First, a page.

Ferrari survives late drama to score back-to-back wins

Nickas Nielsen, Antonio Fuoco and Miguel Molina took the chequered flag in the #50 Ferrari 499P with a 14s margin over the #7 Toyota GR010 HYBRID of Nyck de Vries, Kamui Kobayashi and Jose Maria Lopez, as the #51 Ferrari of defending champions Alessandro Pier Guidi, James Calado and Antonio Giovinazzi rounded out the podium.

There was drama in the penultimate hour as the right-side door of the #50 Ferrari began flapping rapidly, prompting race control to show a black-and-orange flag. Nielsen was forced to bring the car back into the pits just six laps into the stint, but was able to hold the net lead over the #7 Toyota.

Nielsen’s run to the finish was made easier by Lopez spinning at the Dunlop Curve and briefly stopping on track, a mistake that ended any remaining chance of Toyota adding to its five wins at Le Mans.

Ferrari had looked rapid from the get go in the 92nd running of Le Mans, with all three 499Ps — including the AF Corse-entered customer entry — charging to the front in the opening hour.

The #50 factory car and the #83 customer entry elected to stay out when rain hit the track briefly on Saturday evening, a decision that put the two 499Ps well clear of the rest of the field as most cars — including the #51 Ferrari — had to return to the pits to switch back to slicks.

The race was neutralised for the first time after night fell at La Sarthe, when the #20 BMW of Robin Frijns crashed at the end of Mulsanne after contact with the #83 Ferrari then driven by Robert Kubica.

It took the best part of two hours for the marshals to replace the barriers, with the action resuming just past midnight. Another safety car period followed in the early hours of the morning, as rain and fog made the track unsafe for racing, with Toyota, Porsche and Ferrari all trading the top spot.

It wasn’t until the break of dawn that the race went back to green, with the complexion of the race changing virtually every hour as a number of manufacturers enjoyed stints at the front.

The #50 Ferrari made major headways in the 18th hour before the final rain shower, as Fuoco overtook the #83 Ferrari and the #5 Porsche of Frederic Makowiecki to take second, when an out of sync #2 Cadillac stopped to switch to wet tyres.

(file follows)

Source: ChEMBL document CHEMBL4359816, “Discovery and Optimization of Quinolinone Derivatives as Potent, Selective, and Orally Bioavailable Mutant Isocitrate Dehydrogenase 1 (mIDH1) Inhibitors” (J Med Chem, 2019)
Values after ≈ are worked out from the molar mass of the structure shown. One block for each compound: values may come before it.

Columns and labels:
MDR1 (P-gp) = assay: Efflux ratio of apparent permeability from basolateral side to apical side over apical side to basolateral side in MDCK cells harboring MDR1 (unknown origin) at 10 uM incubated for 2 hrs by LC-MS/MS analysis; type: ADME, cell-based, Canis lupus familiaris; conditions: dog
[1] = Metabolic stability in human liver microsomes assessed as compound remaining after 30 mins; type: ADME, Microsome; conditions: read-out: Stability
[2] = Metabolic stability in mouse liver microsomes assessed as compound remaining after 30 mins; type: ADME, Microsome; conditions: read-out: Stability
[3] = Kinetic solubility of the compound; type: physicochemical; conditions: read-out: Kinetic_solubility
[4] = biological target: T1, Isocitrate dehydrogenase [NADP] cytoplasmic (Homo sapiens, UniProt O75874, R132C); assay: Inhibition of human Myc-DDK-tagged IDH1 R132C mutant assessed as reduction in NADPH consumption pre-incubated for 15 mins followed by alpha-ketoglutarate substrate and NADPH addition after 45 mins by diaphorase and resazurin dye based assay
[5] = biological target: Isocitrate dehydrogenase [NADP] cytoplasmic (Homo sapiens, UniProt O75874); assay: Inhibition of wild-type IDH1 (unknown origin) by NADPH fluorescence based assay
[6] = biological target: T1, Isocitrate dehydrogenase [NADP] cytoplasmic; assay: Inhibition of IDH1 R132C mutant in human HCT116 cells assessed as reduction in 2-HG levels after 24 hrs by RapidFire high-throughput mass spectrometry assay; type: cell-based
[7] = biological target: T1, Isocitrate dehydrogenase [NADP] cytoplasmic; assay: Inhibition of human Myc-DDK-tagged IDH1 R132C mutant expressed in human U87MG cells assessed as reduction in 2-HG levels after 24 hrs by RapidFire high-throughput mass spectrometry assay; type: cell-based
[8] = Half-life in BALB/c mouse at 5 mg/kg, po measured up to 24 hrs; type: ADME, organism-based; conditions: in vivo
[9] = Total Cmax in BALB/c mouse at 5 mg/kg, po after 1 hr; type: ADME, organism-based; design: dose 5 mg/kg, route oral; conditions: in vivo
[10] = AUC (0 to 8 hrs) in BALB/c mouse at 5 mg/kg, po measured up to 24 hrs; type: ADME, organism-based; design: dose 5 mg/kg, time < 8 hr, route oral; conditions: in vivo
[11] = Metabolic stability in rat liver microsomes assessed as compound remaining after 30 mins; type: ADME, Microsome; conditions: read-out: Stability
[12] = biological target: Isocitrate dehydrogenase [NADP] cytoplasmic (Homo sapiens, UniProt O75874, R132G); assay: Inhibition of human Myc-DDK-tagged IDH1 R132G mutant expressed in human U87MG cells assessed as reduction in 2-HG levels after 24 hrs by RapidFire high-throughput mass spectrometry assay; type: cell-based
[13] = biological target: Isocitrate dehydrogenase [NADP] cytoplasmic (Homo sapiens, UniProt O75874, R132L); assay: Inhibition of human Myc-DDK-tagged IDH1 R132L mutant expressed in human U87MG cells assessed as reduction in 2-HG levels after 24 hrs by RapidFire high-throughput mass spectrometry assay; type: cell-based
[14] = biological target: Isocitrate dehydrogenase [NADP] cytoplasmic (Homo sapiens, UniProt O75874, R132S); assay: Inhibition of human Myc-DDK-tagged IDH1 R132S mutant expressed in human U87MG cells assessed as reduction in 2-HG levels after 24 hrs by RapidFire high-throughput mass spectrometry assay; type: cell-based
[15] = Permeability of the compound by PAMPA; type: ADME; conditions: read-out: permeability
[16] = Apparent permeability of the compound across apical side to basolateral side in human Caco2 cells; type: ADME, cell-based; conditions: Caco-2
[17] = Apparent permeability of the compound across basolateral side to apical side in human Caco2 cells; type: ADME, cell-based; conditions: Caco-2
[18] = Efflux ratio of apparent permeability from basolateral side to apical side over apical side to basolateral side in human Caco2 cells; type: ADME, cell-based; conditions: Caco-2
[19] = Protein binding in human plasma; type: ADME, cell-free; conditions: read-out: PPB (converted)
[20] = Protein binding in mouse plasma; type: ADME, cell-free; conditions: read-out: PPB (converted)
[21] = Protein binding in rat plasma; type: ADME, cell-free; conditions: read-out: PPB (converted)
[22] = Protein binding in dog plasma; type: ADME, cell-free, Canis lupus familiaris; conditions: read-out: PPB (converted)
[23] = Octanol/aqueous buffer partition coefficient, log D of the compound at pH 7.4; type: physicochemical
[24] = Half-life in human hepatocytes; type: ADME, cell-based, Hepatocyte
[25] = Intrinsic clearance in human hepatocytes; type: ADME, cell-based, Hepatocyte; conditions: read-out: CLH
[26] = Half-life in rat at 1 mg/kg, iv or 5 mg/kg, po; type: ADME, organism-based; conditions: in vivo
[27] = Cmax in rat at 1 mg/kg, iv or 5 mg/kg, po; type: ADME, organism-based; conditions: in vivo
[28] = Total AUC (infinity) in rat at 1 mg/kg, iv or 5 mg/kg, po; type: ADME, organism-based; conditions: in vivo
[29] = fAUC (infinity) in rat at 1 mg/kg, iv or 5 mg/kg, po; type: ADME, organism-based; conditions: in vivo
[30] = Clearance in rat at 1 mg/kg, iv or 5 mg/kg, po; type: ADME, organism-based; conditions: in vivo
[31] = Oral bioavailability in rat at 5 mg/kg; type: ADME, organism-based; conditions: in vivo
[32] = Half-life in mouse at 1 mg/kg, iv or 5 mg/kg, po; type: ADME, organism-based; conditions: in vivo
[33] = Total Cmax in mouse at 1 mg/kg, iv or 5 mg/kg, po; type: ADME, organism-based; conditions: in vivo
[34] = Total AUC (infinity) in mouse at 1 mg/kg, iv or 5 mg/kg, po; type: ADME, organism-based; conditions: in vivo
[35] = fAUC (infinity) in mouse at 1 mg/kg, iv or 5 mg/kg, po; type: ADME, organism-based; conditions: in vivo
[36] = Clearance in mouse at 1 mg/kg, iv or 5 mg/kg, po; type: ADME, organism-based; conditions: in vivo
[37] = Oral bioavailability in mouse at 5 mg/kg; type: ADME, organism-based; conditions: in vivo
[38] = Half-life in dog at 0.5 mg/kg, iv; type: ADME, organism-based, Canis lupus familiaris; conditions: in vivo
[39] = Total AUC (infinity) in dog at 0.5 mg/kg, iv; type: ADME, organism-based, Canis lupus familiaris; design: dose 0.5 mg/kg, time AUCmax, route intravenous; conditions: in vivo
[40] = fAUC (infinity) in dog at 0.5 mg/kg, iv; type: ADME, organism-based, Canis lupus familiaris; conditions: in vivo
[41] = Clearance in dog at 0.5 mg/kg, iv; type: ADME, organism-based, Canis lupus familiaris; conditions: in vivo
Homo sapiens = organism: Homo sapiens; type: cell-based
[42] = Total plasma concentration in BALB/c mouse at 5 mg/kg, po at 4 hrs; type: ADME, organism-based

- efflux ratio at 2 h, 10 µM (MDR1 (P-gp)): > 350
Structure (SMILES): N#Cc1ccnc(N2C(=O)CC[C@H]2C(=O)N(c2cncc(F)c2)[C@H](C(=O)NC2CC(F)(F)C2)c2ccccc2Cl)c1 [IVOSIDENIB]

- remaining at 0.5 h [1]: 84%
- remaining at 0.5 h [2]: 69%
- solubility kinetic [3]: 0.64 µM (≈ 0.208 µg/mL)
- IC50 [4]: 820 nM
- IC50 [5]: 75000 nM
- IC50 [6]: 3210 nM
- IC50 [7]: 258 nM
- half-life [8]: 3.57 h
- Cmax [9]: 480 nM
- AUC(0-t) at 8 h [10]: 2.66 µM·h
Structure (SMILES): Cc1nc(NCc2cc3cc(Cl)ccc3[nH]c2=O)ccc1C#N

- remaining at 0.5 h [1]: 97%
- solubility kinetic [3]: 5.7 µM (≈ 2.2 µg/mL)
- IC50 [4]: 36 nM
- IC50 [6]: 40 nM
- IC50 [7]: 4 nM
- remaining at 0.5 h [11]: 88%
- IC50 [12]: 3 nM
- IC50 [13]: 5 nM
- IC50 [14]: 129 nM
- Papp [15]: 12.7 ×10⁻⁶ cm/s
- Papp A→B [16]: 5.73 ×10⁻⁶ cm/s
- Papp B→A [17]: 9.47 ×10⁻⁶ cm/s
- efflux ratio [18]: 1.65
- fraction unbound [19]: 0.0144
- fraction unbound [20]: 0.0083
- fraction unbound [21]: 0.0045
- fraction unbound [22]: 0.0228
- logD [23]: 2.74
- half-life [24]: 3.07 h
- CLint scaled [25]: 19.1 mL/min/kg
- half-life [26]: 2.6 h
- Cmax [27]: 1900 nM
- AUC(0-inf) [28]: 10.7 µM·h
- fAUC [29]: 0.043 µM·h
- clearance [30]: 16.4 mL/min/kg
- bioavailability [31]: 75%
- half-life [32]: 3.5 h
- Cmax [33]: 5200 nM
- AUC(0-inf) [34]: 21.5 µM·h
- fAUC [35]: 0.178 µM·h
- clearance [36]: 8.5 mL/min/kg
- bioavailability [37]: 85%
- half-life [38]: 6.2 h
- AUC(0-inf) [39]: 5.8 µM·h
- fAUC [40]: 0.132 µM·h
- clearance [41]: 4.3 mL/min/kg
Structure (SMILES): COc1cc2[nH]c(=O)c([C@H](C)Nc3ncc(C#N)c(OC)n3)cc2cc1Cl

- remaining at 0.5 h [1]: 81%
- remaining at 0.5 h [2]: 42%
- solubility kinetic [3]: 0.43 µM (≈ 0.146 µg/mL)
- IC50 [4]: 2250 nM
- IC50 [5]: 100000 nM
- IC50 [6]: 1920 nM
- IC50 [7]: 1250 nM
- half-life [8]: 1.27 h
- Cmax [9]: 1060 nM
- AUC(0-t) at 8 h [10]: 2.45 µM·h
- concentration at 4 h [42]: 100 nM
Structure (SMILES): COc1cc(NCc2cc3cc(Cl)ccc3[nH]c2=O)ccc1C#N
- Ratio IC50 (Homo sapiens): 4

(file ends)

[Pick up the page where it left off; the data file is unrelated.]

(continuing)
Pier Guidi managed to hang on to the final spot of the podium in the #51 Ferrari he shared with James Calado and Antonio Giovinazzi despite coming under serious pressure from the #6 Porsche 963 driven by Laurens Vanthoor.

Pier Guidi was hit with a five-second time penalty for colliding with the #8 Toyota of Brendon Hartley in the penultimate hour, an incident that left Hartley facing the wrong side of the track at the Mulsanne corner.

Pre-race favourite Porsche had to settle for fourth position, with Vanthoor finishing just 1.1s behind Pier Guidi in the #6 963 LMDh he shared with Kevin Estre and Andre Lotterer. 

The #6 Porsche had moved into the front in the 18th hour after pitting under a slow zone, which was ironically caused by Felipe Nasr crashing the sister #4 entry into Indianapolis. However, the #6 had to make its next pitstop under a safety car — brought by the Heart of Racing Aston Martin Vantage GT3’s shunt at the same turn — which dropped the trio back down the order.

The #8 Toyota delayed by the incident with Pier Guidi ended up fifth, Sebastien Buemi bringing the car he shares with Hartley and Ryo Hirakawa to the finish line ahead of the #5 Porsche of Matt Campbell, Michael Christensen and Frederic Makowiecki.

Cadillac emerged as a surprise contender for victory on Sunday afternoon, as a well-timed pitstop before the last safety car put the #2 V-Series.R of Alex Lynn, Earl Bamber and Alex Palou in the lead — albeit out of sync on pitstops with its immediate rivals.

However, any advantage the factory Chip Ganassi crew could potentially derive from their pit strategy was negated when rain hit the track in the final three hours, which put the entire Hypercar field on wet tyres at roughly the same time.

Two-time IndyCar Champion Palou eventually brought the #2 Caddy to seventh at the finish, ahead of the two customer Jota Porsches.

The #12 Jota Porsche, which was rebuilt around a new chassis in record time after a crash in FP2 on Wednesday, finished eighth ahead of the #38 car.